Fare Exchange is a longtime meeting place for people who love to cook and love to eat. We welcome both your recipes and your requests. Be sure to include precise instructions for every recipe you send.
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Good morning, readers. You will find seeds in some teaspoons' abundance in today's Exchange, beginning with this request for recipes using chia seeds or suggestions for using chia seeds. Add to that this musing: How does one use and combine, in vinaigrettes and elsewhere, the flavored olive oils and vinegars now available in local markets and by mail order?
Goldie Washington begins with an item in her cupboard: chia seeds. "I bought a package of chia seeds on sale, but now don't know what to do with them."
Washington continued, and here I paraphrase: In a certain home, occupied by certain expert cooks, one entire two-shelf section of the kitchen is devoted to flavored vinegars and a few olive oil flavors thrown in as well. How do you know which flavors to mix? Is such flavor subtle, or must the cook proceed with caution? Can two flavors of salad ingredients - say, the cherry vinegar and the basil oil - clash and cause a commotion that is not good for the health of the salad? Expert advice is needed.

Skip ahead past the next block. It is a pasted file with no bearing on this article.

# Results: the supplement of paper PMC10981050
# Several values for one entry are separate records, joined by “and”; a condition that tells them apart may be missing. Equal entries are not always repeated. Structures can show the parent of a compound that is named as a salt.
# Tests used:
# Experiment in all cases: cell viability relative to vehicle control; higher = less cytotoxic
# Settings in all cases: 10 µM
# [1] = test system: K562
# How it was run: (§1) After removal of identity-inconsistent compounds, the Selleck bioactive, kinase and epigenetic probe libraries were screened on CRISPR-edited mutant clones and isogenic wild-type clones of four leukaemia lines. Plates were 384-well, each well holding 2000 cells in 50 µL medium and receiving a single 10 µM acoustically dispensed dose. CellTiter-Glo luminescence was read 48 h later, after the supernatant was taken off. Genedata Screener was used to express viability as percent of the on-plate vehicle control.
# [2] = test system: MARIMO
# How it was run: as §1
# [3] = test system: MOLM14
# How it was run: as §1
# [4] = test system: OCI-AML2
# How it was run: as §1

Vivian Chaij included seeds of three varieties in her potato salad that calls for no mayonnaise, toasts them in a skillet, then crushes them, before adding to the vinaigrette.
2 pounds (about 5 large) red potatoes
1 1/2 cups thin-sliced celery
1 1/2 cups sliced green onion
Seed vinaigrette (Recipe follows)
Salt and pepper
Scrub potatoes. In a large pan, cover with water; bring to boil, cover and simmer until tender, 20 to 25 minutes. Drain. Cover with cold water and drain again. Cut into 3/4-inch cubes.
In a bowl, gently mix potatoes, celery, onion and vinaigrette. Add salt and pepper to taste. Serve or cover and chill up to the next day.
Makes 6 to 8 servings.
1 teaspoon mustard seed
1 teaspoon cumin seed
1 teaspoon fennel seed
1/3 cup olive oil
1/3 cup cider vinegar
1/2 teaspoon pepper, coarse grind
1 clove garlic, pressed
In a frying pan, combine seeds and cook over medium heat, shaking pan often, until fragrant, 5 to 7 minutes. Coarsely crush seeds with back of spoon. Remove from heat and add remaining ingredients. Add to cubed potatoes.